General Jean-Pierre Doumerc


Jean-Pierre Doumerc Commander of heavy cavalry who served at Austerlitz, Friedland, and the Berezina



Born: October 7, 1767

Place of Birth: Montauban, Tarn-et-Garonne, France

Legion of Honor: Grand Cross

Imperial Nobility: Baron

Died: March 29, 1847

Place of Death: Paris, France

Arc de Triomphe: DOUMERC on the north pillar




A career cavalry soldier, Jean-Pierre Doumerc first enlisted in the Dauphin's Dragoons in 1783. He left the service in 1788 only to return in 1791 as a sous-lieutenant in the 4th Chasseurs à Cheval. In 1792 Doumerc served in the Army of the Alps and was promoted to lieutenant, and in 1793 he joined the Army of the Rhine. Later that year he was appointed an aide-de-camp of General Pichegru. 1794 saw Doumerc joining the Army of the North, receiving a promotion to chef d'escadrons, and joining the 11th Cavalry Regiment. In late 1795 Doumerc returned to the 4th Chasseurs à Cheval and rejoined the Army of the Rhine. Doumerc served with the Army of Italy in 1797 and then the Army of England in 1798 and 1799, and he was promoted to chef de brigade in 1799 and went on to serve in the 9th Cavalry in the Army of the Rhine.

After the years of peace of the early 1800s, Colonel Doumerc joined General Nansouty's division in August of 1805 for the campaign against Austria. At the conclusion of the campaign, he fought at the Battle of Austerlitz that December. When Prussia went to war with France in 1806, Doumerc continued to serve in Nansouty's division in Prussia. At the very end of the year he received a promotion to général de brigade and was then employed in General Grouchy's division. In April of 1807 Doumerc took command of the 2nd Brigade of Cuirassiers and he led them into action that June at the Battle of Friedland.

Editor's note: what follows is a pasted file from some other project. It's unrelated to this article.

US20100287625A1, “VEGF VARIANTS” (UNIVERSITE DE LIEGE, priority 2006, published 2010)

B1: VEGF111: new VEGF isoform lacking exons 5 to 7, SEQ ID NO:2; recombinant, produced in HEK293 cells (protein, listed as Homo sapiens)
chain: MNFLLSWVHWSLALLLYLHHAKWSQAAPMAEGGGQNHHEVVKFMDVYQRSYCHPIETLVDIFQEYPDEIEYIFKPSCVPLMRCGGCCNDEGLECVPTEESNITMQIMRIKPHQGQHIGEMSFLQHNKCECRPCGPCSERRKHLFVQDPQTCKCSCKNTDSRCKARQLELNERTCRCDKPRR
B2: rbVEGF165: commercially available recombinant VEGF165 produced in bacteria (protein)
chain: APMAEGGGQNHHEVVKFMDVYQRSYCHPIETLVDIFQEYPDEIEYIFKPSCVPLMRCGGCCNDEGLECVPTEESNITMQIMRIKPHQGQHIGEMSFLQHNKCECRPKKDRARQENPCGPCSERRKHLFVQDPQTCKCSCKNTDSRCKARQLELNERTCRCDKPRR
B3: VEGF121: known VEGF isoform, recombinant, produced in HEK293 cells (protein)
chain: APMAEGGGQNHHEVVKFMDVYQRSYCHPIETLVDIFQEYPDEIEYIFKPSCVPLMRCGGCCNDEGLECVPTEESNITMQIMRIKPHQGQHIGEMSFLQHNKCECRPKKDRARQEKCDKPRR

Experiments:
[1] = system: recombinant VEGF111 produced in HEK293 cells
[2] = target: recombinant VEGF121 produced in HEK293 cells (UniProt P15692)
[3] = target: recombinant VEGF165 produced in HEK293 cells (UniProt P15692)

In 1808 General Doumerc was recognized as a Baron of the Empire and assigned to the Army of Germany. He continued to command the 2nd Brigade of Nansouty's division until March of 1810 when he became inspector of cavalry depots of the 5th military division. In November of 1811 Doumerc was promoted to général de division and given command of the 3rd Cuirassiers.

For the campaign of 1812 against Russia, General Doumerc and his division were attached to the III Cavalry Corps. That May he and his men were detached to serve with Marshal Oudinot's II Corps and during the campaign they fought at both the first Battle of Polotsk and the second Battle of Polotsk . After rejoining what was left of the main army, Doumerc served at the Battle of the Berezina where he distinguished himself.

In 1813 Doumerc continued to command the 3rd Cuirassiers, this time serving in Latour-Maubourg's I Cavalry Corps. That August he and his men fought at the Battle of Dresden. In 1814 they continued to fight during the defense of France, notably serving at La Rothière, Vauchamps , Lizy-sur-Ourcq, and Neuilly-Saint-Front.

After Napoleon's abdication, the restored Bourbons named Doumerc inspector general of cavalry for the 9th and 10th military divisions and a Knight of Saint Louis. In December of 1814 he was appointed inspector general of cavalry for the 3rd military division. When Napoleon returned to power in 1815 for the Hundred Days, he appointed Doumerc to a commission to examine promotions made by the Bourbon government. After the loss of the Battle of Waterloo, Doumerc was ordered to form a cavalry corps from a variety of units at Saint-Denis. A few months later he was put on non-activity.


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Updated December 2014

© Nathan D. Jensen